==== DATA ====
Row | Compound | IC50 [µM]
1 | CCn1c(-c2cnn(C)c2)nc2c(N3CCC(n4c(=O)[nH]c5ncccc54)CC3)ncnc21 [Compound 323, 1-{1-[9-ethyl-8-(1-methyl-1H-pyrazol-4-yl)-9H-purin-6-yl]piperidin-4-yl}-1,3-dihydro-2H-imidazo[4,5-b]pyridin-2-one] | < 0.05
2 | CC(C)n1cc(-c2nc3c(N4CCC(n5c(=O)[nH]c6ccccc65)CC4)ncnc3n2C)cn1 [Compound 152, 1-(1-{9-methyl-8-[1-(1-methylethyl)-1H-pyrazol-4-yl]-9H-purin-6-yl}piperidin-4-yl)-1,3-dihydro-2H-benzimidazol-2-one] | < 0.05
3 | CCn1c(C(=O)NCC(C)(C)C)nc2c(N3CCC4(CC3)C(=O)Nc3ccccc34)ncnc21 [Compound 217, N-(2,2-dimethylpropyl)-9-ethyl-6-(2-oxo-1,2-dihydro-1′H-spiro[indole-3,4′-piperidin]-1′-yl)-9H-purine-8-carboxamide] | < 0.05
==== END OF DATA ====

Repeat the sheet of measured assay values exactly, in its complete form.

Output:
Row | Compound | IC50 [µM]
1 | CCn1c(-c2cnn(C)c2)nc2c(N3CCC(n4c(=O)[nH]c5ncccc54)CC3)ncnc21 [Compound 323, 1-{1-[9-ethyl-8-(1-methyl-1H-pyrazol-4-yl)-9H-purin-6-yl]piperidin-4-yl}-1,3-dihydro-2H-imidazo[4,5-b]pyridin-2-one] | < 0.05
2 | CC(C)n1cc(-c2nc3c(N4CCC(n5c(=O)[nH]c6ccccc65)CC4)ncnc3n2C)cn1 [Compound 152, 1-(1-{9-methyl-8-[1-(1-methylethyl)-1H-pyrazol-4-yl]-9H-purin-6-yl}piperidin-4-yl)-1,3-dihydro-2H-benzimidazol-2-one] | < 0.05
3 | CCn1c(C(=O)NCC(C)(C)C)nc2c(N3CCC4(CC3)C(=O)Nc3ccccc34)ncnc21 [Compound 217, N-(2,2-dimethylpropyl)-9-ethyl-6-(2-oxo-1,2-dihydro-1′H-spiro[indole-3,4′-piperidin]-1′-yl)-9H-purine-8-carboxamide] | < 0.05